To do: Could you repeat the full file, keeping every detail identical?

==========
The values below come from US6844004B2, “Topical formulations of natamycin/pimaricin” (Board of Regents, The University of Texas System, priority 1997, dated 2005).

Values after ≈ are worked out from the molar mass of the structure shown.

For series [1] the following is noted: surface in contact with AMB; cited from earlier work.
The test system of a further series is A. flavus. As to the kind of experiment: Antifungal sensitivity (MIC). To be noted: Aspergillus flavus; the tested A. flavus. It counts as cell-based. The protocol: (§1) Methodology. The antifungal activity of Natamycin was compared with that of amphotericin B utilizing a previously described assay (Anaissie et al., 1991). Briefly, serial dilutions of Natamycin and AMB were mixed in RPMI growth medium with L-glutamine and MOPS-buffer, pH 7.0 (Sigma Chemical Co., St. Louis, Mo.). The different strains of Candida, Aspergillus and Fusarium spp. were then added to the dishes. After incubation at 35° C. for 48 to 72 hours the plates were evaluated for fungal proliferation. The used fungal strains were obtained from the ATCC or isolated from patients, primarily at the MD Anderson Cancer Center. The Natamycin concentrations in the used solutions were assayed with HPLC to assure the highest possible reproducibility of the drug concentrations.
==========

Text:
The values below come from US6844004B2, “Topical formulations of natamycin/pimaricin” (Board of Regents, The University of Texas System, priority 1997, dated 2005).

Values after ≈ are worked out from the molar mass of the structure shown.

For series [1] the following is noted: surface in contact with AMB; cited from earlier work.
The test system of a further series is A. flavus. As to the kind of experiment: Antifungal sensitivity (MIC). To be noted: Aspergillus flavus; the tested A. flavus. It counts as cell-based. The protocol: (§1) Methodology. The antifungal activity of Natamycin was compared with that of amphotericin B utilizing a previously described assay (Anaissie et al., 1991). Briefly, serial dilutions of Natamycin and AMB were mixed in RPMI growth medium with L-glutamine and MOPS-buffer, pH 7.0 (Sigma Chemical Co., St. Louis, Mo.). The different strains of Candida, Aspergillus and Fusarium spp. were then added to the dishes. After incubation at 35° C. for 48 to 72 hours the plates were evaluated for fungal proliferation. The used fungal strains were obtained from the ATCC or isolated from patients, primarily at the MD Anderson Cancer Center. The Natamycin concentrations in the used solutions were assayed with HPLC to assure the highest possible reproducibility of the drug concentrations.